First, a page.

I know it is another stretch of a post to add Tuscany to things I love about France, but very simply, we would not have driven to Italy if we didn’t live in France. Travelling down through the south of France, we thought, “What the heck, let’s go to Tuscany!” It has been on the bucket list forever, and there is no time like the present, non?
So far we have not been disappointed, although, I don’t know about the whole under-the-Tuscan-sun-thing. For most of the time we have been under the Tuscan clouds, but yesterday, the sun finally came out. That said, the light has been extraordinary in the clouds, mist, and sunshine, and the family time more than precious. Even for this dedicated Francophile, it has been nice to have a short break from France (although there are so many French here, some days it feels like we never left). The Italians have been gracious and gregarious (except for the Florentines, who can definitely give the Parisians a run for their money on the unpleasant and rude front) and the food, of course, has been fantastic.
Here are a few favorite things I have notice (and loved) about Tuscany on this trip:
Laughing out Loud Loudly
I had not realized how much I miss hearing other people laugh out loud loudly. It is so very rare to hear French people laughing out loud without reserve in public. In Italy it seems like a requirement to laugh out loud.
I am a big laugher, not an annoying one, but I do like to laugh, so being back in a culture where it is okay to express your happy self in public is terrific. I also love watching (and hearing) Tuscans talk to each other. At first I thought every conversation was an argument, but it seems like they are simply just very animated (loud) here. It is liberating to not feel like you have to be reserved and talk in hushed tones all the time. As much as I love the quiet restaurants in France and the French desire to keep their private lives (and observations) to themselves, it has made me quite happy to see strangers laughing it up in public and wearing their emotions on their sleeves.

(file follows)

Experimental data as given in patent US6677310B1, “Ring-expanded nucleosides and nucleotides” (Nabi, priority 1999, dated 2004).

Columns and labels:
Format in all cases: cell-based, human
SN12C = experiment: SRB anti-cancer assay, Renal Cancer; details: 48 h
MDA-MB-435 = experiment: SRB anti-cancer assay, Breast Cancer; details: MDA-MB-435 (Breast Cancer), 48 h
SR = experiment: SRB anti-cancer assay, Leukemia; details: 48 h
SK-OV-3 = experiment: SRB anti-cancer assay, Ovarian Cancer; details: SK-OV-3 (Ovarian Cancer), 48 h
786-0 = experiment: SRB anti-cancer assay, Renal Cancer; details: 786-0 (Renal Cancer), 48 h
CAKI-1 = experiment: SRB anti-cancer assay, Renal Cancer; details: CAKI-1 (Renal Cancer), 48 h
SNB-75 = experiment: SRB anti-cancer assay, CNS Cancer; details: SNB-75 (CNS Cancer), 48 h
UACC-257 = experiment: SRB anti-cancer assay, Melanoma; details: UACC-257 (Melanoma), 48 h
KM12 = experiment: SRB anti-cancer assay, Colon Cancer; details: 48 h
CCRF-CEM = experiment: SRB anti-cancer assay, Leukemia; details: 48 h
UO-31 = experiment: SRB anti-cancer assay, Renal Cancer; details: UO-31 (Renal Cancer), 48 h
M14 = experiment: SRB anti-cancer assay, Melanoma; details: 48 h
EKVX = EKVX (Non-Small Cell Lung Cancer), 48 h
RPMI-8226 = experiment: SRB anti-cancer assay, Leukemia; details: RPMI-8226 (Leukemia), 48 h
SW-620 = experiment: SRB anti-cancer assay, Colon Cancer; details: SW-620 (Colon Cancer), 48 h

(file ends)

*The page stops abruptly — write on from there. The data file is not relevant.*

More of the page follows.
The Lack of Litigiousness
Compared to the USA, both Italy and France fall in line with this lovely lack of litigiousness. We enjoy the fact that it is possible in both countries, to do and see things that in America would be a lawsuit-waiting-to-happen. In the States you can sue anyone for anything. No one takes personal responsibility for anything.
If you trip on a crack and slightly injure yourself on your neighbor’s driveway in Colorado, go ahead and sue them. The potholes are too big after a huge snowstorm and your scalding hot MacDo coffee burns your leg as you drive down the highway? Sue the city for the lack of immediate street maintenance and Mickey D’s for making their coffee too hot. In France and Italy it is the opposite. Climb a narrow winding 700-year-old staircase with your enthusiastic dog, but without railings or proper lighting to capture the perfect sunset over Siena, do it at your own risk. Ride the crazy whirly-doo at the local town fair without seatbelts and be encouraged to stand up and dance in the middle and drag a few strangers with you, bien sûr! Have as much fun as you want. Just remember, it was your decision, you are responsible for the outcome.
Italians do plazas and grand gathering spaces really, really well. As much as I love café sitting in Paris, it is just not the same as sitting in the sunshine in one of these grand piazzas and being overwhelmed by the history of those who have come before you, and those who are living the experience with you at the moment. Nothing beats an Italian Piazza for people watching.
The Italian’s answer to the French’s champagne. I love them both, but sipping Prosecco with your family and friends on your terrace overlooking Chianti is pretty darn magical.
Burnt Siena Rooftops
The rooftops in Tuscany are very different from the Paris rooftops, but equally as lovely. After spending a few weeks in Tuscany, I now understand where all those colors in the 100-pack Crayola crayons come from. The rolling waves of tiled tops make me want to paint.
Teeny Tiny Cars
As I have posted previously, I am nutty for the teeny tiny cars of France. (Remember I come from the environmentally unfriendly land of the mighty SUVs and Humvees.) So while in Italy, I have forced my family to stop every time I see an adorable mini car. Cliché moi especially loves the itty-bitty Fiat 500.